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The Newbie's Guide to Sidechaining

written by: Ricardo de Jong•edited by: Amy Carson•updated: 7/9/2011

Many producers starting out at one point want to emulate the popular 'pumping' dance sound that's out there. With this guide I will explain readers how to lay out the basics for such a track using sidechain compression.

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    A mixing technique that is widely used throughout popular electronic music these days is sidechain compression. With this technique you can let one musical element influence one, or several others. This is particularly useful when you want to prevent musical elements from clashing with each other when they are in the same frequency range. The most common use of sidechain compression is letting one or more musical elements "duck under" the bass drum. In this case, whenever the bass drum is triggered the volume of the other element(s) is temporarily lowered (how long depends on how the compression is set up). Depending on how rigorously you have configured your sidechain compression this can create a sucking or pumping effect which is heard much in electronic dance music nowadays. This way, the bass drum will cut through your mix easily, without tediously editing or automating your other musical elements to achieve the same effect.

    As long as you have set everything up right, sidechain compression can make your mix sound cleaner, fuller and have more of an impact when it is played over club speakers. Songs that make heavy use of sidechain compression to the extend of where it’s more an effect are Daft Punk’s "One More Time" and Eric Prydz’ "Call on Me." These songs will really let you understand what can be achieved with this mixing technique. When you gain some more experience with this mixing technique, you can tell exactly when to use sidechain compression in your mix.

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    Sidechain Compression in FL Studio

    Sidechain compression can be achieved in almost any music DAW that’s out right now, more than often in several ways. Since a lot of starting producers use FL Studio because of the easy learning curve I will explain how to set up sidechain compression in FL Studio’s software mixer to give your mix just a little more "oomph." This procedure should work from FL Studio 9 and upwards (sidechaining was officially incorporated into the software from version 9, in previous versions you had to use a different way of setting up sidechaining involving the Fruity Peak Controller).

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    Using the Fruity Limiter to Set Up a Sidechaining Event

    First, set up a kick drum pattern. The standard FL Studio kick loaded in a four-on-the-floor pattern (where the kick drum is triggered every beat) works well for this example. Also load up an instrument of which you want to have its volume dictated by the kick drum triggering. A continuous pad or long loop sound works best for this example, so play or program something into the piano roll that has long notes which overlap the spots where the kick drum is playing.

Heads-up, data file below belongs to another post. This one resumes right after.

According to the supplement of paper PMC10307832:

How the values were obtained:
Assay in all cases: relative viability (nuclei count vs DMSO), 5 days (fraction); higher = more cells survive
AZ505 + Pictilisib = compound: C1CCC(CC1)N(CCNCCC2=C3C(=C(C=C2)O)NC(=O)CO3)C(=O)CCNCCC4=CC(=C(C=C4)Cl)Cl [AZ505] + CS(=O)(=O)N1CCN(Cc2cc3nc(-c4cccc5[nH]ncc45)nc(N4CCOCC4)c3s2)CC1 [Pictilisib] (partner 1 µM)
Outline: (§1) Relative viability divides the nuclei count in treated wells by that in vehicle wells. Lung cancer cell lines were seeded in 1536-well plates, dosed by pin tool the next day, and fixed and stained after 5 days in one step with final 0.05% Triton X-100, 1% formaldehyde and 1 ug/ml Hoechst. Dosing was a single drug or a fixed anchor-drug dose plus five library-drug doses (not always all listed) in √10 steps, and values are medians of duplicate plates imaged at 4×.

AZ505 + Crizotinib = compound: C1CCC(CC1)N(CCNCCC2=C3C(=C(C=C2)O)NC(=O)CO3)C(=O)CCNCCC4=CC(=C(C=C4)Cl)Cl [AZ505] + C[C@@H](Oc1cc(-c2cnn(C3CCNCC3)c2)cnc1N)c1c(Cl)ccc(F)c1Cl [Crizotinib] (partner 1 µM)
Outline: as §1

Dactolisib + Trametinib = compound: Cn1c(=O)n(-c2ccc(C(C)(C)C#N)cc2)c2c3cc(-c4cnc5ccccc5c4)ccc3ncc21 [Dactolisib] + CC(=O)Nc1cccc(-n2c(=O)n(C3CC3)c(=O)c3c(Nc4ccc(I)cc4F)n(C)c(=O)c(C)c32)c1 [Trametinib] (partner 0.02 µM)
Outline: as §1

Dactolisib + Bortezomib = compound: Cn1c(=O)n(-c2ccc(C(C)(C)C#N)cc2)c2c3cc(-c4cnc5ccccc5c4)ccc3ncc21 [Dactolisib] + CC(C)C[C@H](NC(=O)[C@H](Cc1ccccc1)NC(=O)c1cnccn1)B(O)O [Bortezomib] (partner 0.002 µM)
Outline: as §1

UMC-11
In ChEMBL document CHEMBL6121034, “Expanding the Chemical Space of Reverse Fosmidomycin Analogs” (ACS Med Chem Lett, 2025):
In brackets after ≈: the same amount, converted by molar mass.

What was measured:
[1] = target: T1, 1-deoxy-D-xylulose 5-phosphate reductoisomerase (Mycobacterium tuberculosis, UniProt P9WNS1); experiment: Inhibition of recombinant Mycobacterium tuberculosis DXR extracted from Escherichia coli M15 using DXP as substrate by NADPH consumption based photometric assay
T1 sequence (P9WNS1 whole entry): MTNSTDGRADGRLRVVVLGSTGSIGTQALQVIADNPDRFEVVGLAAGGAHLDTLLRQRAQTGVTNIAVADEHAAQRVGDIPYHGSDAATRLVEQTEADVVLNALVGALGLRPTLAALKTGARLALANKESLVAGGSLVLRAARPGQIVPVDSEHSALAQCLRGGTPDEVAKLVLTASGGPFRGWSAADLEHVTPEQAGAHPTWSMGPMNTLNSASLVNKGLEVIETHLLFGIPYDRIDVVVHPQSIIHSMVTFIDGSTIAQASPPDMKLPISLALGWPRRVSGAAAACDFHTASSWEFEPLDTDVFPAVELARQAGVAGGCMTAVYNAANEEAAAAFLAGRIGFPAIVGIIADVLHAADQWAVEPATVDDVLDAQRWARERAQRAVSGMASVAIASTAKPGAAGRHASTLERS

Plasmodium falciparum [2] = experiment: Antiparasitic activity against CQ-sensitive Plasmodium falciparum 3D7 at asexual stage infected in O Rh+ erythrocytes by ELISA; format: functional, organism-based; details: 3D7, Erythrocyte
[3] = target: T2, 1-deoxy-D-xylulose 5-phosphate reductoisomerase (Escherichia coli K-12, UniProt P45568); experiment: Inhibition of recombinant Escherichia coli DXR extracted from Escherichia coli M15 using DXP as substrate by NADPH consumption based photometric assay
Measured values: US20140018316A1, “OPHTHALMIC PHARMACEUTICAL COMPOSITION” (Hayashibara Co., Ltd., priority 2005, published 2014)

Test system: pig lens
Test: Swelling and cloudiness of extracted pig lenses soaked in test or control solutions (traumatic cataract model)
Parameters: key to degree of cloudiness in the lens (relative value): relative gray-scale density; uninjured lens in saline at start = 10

Next, assign your kick drum to one mixing channel and your instrument to another. Have your kick drum mixing channel (i.e. Insert 1) selected and then, right-click on the arrow icon on the bottom of your instrument channel, then select Sidechain to this channel.

    sidechain to this track After this, select the instrument mixing channel and add the plugin Fruity Limiter to it (in one of the drop-down menu's on the right). When the compressor loads up, click on Comp and in the sidechain field select your kick-drum mixing channel. Now, your instrument volume will be influenced every time the kick drum triggers, but you probably can't hear it yet.

    Next, fine-tune the compression with the knobs Ratio, which controls the amount of compression applied when the threshold is exceeded and Threshold, which sets the level above which the signal is compressed. Use the visual representation of your audio signals in the Fruity Limiter as the guideline to adjust these values. Have your threshold sit just below the kick drum’s peaks for the best effect. The more you lower your threshold and the higher your ratio is set, the more pumping you will hear in your mix.

    Sidechaining In Action On The Fruity Limiter For more advanced control over your compressed signal you can also use the Att (attack) and Rel (release) knobs, where Attack influences how fast the compression kicks in when the kick is triggered and Release how long it takes before the compressed signal goes back to normal.

    In order to have multiple musical elements sidechained to the kick drum you can either route each of your instruments and loops to their own mixer channel and load a Fruity Limiter on each channel for greater individual control or route your instruments to a group channel on which you place the plugin to sidechain all elements at once.

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    Use Sidechain Compression Wisely

    So now that you have learned the basics of setting up sidechaining in FL Studio you can go out and experiment in applying it to your existing mixes. Each mix will require different sidechaining settings, but your personal taste and production style are also an influencing factor in deciding when to use sidechain compression. Be careful not to overuse sidechaining, because too much can cause fatiguing of your listener's ear.

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    Author's own experience.

    Image Line's sidechain compression video tutorial:

    Screenshots by author